And you yourself — having spent a lifetime devoted to football and scrapped your way to stardom despite going undrafted — must feel a burning desire to get back on the field and do the one thing you feel you were born to do.

Why not?

You love the game. You love your teammates. You want to live up to the unspoken code of football, which sanctifies above all those who sacrifice their own bodies for the greater good, who play hurt.

This impulse must be especially strong for you, a guy who worked so hard to reach the pinnacle of NFL stardom and to return from a gruesome leg injury a few seasons ago.

There’s no doubt that you must want, also, to redeem yourself after so famously dropping a pass that might have clinched Super Bowl XLVI for the Patriots, a play that no doubt haunts you.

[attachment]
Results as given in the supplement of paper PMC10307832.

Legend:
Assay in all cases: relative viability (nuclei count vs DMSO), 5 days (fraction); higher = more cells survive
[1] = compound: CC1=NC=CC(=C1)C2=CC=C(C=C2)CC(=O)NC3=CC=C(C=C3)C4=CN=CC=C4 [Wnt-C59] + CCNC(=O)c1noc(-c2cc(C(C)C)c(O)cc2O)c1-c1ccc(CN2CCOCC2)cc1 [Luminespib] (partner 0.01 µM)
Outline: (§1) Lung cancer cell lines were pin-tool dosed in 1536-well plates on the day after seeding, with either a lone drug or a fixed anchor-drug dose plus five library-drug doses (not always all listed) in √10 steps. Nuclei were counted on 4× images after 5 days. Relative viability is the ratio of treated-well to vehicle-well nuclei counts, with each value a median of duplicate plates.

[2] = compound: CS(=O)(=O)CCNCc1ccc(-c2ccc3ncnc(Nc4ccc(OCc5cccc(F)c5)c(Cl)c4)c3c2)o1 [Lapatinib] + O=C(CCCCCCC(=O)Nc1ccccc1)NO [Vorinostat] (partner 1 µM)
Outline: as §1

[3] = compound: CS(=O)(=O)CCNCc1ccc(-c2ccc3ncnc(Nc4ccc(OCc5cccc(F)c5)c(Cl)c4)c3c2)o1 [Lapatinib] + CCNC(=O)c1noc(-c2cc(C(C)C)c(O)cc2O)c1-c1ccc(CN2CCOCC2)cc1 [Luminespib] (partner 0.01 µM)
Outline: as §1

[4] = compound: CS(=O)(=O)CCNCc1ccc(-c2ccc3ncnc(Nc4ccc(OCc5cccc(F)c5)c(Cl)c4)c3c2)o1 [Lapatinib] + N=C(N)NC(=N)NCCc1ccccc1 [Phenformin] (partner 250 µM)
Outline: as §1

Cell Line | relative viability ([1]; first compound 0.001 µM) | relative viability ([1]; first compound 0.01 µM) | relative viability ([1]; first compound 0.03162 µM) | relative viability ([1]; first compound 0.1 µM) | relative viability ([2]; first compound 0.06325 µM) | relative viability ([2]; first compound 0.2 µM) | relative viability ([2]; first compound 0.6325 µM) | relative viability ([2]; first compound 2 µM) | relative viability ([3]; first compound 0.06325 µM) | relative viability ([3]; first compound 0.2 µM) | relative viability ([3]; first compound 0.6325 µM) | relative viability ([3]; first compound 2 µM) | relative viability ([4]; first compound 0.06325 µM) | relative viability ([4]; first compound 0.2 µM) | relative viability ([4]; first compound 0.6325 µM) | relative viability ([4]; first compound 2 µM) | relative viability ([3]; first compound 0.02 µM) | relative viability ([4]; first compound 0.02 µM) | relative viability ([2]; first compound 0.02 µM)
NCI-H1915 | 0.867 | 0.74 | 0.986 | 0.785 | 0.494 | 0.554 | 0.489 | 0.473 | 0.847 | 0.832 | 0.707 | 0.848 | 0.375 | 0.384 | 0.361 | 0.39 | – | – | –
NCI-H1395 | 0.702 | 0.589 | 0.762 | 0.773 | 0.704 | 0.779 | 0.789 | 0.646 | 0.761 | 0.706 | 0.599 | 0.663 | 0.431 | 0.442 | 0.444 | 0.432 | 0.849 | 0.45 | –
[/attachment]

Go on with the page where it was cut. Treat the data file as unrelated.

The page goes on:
It would be pointless (and frankly obnoxious) for me to question any of these feelings. You come by them honestly.

But what I would suggest is that you use the next week or so to do a little independent research about what it’s like to suffer from dementia.

Related audio

If you can stomach it, I’d take a look at some video of Pittsburgh Steelers center Mike Webster, both from his prime and his later years. Or talk with the friends and family of other players, such as Junior Seau, who suffered from Chronic Traumatic Encephalopathy (CTE), a form of dementia that’s been found in dozens of former pro players.

In fact, just this week doctors at Boston University’s CTE Center revealed that Michael Keck, a linebacker who never even reached the pros, suffered from an advanced form of CTE never seen before in someone so young. Keck died at 25, of an apparently unrelated heart condition.

As you probably know, CTE is sometimes referred to as a "silent killer" because players are often unaware that their brains are damaged until years after they retire. That’s when they start to lose their memories, their moods become erratic and they descend into severe depressions.

You can check out the way Hall of Famer Tony Dorsett described his mental state last year.